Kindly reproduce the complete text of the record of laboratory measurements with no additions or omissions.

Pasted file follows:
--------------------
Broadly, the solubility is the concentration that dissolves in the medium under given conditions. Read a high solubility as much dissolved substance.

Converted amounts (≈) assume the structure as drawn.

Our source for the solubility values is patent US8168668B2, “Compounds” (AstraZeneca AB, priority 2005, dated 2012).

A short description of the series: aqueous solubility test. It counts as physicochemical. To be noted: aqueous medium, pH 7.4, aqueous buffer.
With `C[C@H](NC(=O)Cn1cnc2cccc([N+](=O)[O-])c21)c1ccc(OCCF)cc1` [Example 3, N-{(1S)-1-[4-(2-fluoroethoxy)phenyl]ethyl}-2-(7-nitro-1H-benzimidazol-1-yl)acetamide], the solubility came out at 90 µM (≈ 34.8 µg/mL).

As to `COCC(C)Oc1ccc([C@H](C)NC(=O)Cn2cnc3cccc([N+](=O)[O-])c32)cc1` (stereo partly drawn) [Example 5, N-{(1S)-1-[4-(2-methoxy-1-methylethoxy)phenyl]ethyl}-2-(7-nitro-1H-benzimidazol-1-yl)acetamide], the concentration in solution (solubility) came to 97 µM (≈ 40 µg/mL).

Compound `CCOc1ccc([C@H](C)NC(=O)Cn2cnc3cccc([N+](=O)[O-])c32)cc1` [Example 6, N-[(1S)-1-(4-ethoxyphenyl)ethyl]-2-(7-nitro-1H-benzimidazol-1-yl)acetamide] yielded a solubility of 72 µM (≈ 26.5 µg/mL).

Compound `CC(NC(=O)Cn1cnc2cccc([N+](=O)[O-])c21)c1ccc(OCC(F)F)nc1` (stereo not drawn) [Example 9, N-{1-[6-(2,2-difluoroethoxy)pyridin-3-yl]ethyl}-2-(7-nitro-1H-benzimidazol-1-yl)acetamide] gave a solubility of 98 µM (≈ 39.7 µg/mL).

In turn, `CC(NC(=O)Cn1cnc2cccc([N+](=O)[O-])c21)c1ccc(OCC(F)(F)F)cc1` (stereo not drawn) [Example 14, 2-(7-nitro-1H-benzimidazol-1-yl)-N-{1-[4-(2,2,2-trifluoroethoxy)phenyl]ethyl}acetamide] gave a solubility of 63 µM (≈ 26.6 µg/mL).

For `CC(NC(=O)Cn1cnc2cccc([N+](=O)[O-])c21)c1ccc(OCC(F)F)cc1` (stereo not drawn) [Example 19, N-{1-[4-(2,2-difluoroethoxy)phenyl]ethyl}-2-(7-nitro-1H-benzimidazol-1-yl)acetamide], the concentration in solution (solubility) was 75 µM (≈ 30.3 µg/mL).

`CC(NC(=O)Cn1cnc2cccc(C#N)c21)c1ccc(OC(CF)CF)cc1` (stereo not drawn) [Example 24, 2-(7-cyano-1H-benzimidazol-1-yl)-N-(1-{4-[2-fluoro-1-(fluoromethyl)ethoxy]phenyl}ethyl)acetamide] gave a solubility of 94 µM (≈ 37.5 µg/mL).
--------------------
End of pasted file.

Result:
Broadly, the solubility is the concentration that dissolves in the medium under given conditions. Read a high solubility as much dissolved substance.

Converted amounts (≈) assume the structure as drawn.

Our source for the solubility values is patent US8168668B2, “Compounds” (AstraZeneca AB, priority 2005, dated 2012).

A short description of the series: aqueous solubility test. It counts as physicochemical. To be noted: aqueous medium, pH 7.4, aqueous buffer.
With `C[C@H](NC(=O)Cn1cnc2cccc([N+](=O)[O-])c21)c1ccc(OCCF)cc1` [Example 3, N-{(1S)-1-[4-(2-fluoroethoxy)phenyl]ethyl}-2-(7-nitro-1H-benzimidazol-1-yl)acetamide], the solubility came out at 90 µM (≈ 34.8 µg/mL).

As to `COCC(C)Oc1ccc([C@H](C)NC(=O)Cn2cnc3cccc([N+](=O)[O-])c32)cc1` (stereo partly drawn) [Example 5, N-{(1S)-1-[4-(2-methoxy-1-methylethoxy)phenyl]ethyl}-2-(7-nitro-1H-benzimidazol-1-yl)acetamide], the concentration in solution (solubility) came to 97 µM (≈ 40 µg/mL).

Compound `CCOc1ccc([C@H](C)NC(=O)Cn2cnc3cccc([N+](=O)[O-])c32)cc1` [Example 6, N-[(1S)-1-(4-ethoxyphenyl)ethyl]-2-(7-nitro-1H-benzimidazol-1-yl)acetamide] yielded a solubility of 72 µM (≈ 26.5 µg/mL).

Compound `CC(NC(=O)Cn1cnc2cccc([N+](=O)[O-])c21)c1ccc(OCC(F)F)nc1` (stereo not drawn) [Example 9, N-{1-[6-(2,2-difluoroethoxy)pyridin-3-yl]ethyl}-2-(7-nitro-1H-benzimidazol-1-yl)acetamide] gave a solubility of 98 µM (≈ 39.7 µg/mL).

In turn, `CC(NC(=O)Cn1cnc2cccc([N+](=O)[O-])c21)c1ccc(OCC(F)(F)F)cc1` (stereo not drawn) [Example 14, 2-(7-nitro-1H-benzimidazol-1-yl)-N-{1-[4-(2,2,2-trifluoroethoxy)phenyl]ethyl}acetamide] gave a solubility of 63 µM (≈ 26.6 µg/mL).

For `CC(NC(=O)Cn1cnc2cccc([N+](=O)[O-])c21)c1ccc(OCC(F)F)cc1` (stereo not drawn) [Example 19, N-{1-[4-(2,2-difluoroethoxy)phenyl]ethyl}-2-(7-nitro-1H-benzimidazol-1-yl)acetamide], the concentration in solution (solubility) was 75 µM (≈ 30.3 µg/mL).

`CC(NC(=O)Cn1cnc2cccc(C#N)c21)c1ccc(OC(CF)CF)cc1` (stereo not drawn) [Example 24, 2-(7-cyano-1H-benzimidazol-1-yl)-N-(1-{4-[2-fluoro-1-(fluoromethyl)ethoxy]phenyl}ethyl)acetamide] gave a solubility of 94 µM (≈ 37.5 µg/mL).